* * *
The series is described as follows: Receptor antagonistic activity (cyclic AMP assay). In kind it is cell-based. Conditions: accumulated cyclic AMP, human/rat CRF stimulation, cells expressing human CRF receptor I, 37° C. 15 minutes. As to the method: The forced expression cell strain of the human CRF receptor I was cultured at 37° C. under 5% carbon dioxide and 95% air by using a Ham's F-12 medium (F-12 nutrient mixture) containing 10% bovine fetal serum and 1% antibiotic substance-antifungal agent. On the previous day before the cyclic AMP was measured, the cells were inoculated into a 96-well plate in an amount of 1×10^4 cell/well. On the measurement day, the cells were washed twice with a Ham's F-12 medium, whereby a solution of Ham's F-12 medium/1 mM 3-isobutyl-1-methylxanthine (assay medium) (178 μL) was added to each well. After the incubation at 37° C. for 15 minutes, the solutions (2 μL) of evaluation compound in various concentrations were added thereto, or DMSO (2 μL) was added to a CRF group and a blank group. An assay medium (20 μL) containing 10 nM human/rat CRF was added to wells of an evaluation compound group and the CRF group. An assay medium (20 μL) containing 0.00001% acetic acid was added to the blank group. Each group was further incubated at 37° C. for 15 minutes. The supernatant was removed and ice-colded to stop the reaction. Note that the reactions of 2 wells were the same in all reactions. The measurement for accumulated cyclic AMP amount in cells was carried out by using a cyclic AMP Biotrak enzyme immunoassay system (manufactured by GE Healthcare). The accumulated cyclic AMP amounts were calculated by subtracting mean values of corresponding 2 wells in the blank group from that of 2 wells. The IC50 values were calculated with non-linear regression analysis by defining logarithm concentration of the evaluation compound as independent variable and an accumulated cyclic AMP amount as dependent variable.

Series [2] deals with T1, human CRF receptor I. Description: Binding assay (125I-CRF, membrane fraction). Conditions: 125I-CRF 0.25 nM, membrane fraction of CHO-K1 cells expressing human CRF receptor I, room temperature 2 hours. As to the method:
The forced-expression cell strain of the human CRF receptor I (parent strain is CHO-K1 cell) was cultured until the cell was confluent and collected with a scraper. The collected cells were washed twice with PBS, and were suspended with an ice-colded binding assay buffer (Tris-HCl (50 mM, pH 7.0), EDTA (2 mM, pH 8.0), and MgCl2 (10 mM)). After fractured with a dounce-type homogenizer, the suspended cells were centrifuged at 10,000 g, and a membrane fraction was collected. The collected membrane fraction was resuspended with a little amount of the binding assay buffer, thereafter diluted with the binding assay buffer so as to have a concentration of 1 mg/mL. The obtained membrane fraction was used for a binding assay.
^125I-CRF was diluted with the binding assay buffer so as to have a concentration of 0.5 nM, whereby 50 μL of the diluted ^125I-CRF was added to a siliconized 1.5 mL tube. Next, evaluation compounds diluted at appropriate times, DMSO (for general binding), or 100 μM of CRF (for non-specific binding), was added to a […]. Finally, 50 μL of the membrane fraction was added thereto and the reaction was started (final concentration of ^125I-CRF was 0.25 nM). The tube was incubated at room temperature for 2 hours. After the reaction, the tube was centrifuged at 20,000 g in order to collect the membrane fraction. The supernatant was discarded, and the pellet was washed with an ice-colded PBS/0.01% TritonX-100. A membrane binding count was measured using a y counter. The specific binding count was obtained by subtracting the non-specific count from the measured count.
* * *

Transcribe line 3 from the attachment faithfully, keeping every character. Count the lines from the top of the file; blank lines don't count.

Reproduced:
The forced-expression cell strain of the human CRF receptor I (parent strain is CHO-K1 cell) was cultured until the cell was confluent and collected with a scraper. The collected cells were washed twice with PBS, and were suspended with an ice-colded binding assay buffer (Tris-HCl (50 mM, pH 7.0), EDTA (2 mM, pH 8.0), and MgCl2 (10 mM)). After fractured with a dounce-type homogenizer, the suspended cells were centrifuged at 10,000 g, and a membrane fraction was collected. The collected membrane fraction was resuspended with a little amount of the binding assay buffer, thereafter diluted with the binding assay buffer so as to have a concentration of 1 mg/mL. The obtained membrane fraction was used for a binding assay.